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Louise Fowler-Smith, director of the Imaging the Land International Research Initiative (ILIRI, COFA, UNSW), is interested in promoting new ways of perceiving the land in the 21st century. She believes that how we contemplate the land affects how we treat it.
Fowler-Smith's multi disciplinary practice includes collaboration with engineers and architects. One such collaboration has produced a feasibility study and business plan for a sustainable "water tank" house built from recycled materials. Fowler-Smith plans to build this as a museum dedicated to environmental art and sustainability in Broken Hill, NSW. At the UNSW Fowlers Gap Research Station, north of Broken Hill, she has established the ILIRI ‘Creative Laboratory’ – a large area of land (approximately 1000 acres) that has been selected for exclusive use by artists and cross-disciplinary teams to explore their relationship with the environment and experiment with sustainable projects.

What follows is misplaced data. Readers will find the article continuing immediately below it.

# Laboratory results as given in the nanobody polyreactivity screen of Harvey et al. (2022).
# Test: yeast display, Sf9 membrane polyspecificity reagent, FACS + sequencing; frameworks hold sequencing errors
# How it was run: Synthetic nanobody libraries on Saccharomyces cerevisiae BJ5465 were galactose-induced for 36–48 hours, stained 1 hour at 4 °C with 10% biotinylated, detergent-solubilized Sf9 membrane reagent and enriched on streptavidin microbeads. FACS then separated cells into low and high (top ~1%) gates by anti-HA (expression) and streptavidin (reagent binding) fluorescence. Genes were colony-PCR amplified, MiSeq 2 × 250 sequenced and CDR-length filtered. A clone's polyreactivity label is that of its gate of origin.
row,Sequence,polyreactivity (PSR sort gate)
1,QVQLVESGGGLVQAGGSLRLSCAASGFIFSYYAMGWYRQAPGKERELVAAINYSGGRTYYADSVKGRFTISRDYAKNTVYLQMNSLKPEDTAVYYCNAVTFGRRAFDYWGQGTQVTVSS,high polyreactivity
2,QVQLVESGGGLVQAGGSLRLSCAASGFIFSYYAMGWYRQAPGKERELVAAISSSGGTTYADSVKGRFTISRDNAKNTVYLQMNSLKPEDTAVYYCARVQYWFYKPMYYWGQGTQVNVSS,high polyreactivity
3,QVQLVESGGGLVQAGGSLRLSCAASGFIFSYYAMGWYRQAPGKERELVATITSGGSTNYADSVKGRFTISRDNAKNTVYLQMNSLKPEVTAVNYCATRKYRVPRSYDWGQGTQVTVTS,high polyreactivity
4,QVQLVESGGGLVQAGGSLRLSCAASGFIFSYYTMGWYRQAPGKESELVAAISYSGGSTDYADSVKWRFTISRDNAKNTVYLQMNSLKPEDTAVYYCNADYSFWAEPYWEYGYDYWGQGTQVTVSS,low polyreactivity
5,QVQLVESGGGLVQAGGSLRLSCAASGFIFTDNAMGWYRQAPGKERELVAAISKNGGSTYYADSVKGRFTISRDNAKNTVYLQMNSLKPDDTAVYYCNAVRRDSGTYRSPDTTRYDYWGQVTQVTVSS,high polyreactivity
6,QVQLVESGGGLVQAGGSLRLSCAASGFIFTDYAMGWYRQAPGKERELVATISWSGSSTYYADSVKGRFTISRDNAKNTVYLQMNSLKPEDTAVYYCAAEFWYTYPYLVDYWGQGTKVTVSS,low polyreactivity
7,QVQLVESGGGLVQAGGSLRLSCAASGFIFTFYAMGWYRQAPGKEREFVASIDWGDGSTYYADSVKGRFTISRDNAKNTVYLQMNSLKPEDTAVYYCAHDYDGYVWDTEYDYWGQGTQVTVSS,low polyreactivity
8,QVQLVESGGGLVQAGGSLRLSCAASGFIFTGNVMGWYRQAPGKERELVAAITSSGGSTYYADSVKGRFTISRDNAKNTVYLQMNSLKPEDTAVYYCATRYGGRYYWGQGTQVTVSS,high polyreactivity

Fowler-Smith also works as a photographic artist, with her most recent work focusing on the veneration of trees—a subject she was drawn to not only for the magnitude of its environmental significance, but its universal and pan-religious symbolic importance. Her investigation and resulting work takes as its subject landscapes across Australia and India.
Fowler-Smith has exhibited her work nationally and internationally, and has presented papers at numerous conferences in the USA, France, Italy, the Netherlands and Australia—including the 2009 Land/Art Conference in New Mexico and the 2010 International Association for Environmental Philosophy Conference "Geo-Aesthetics in the Anthropocene".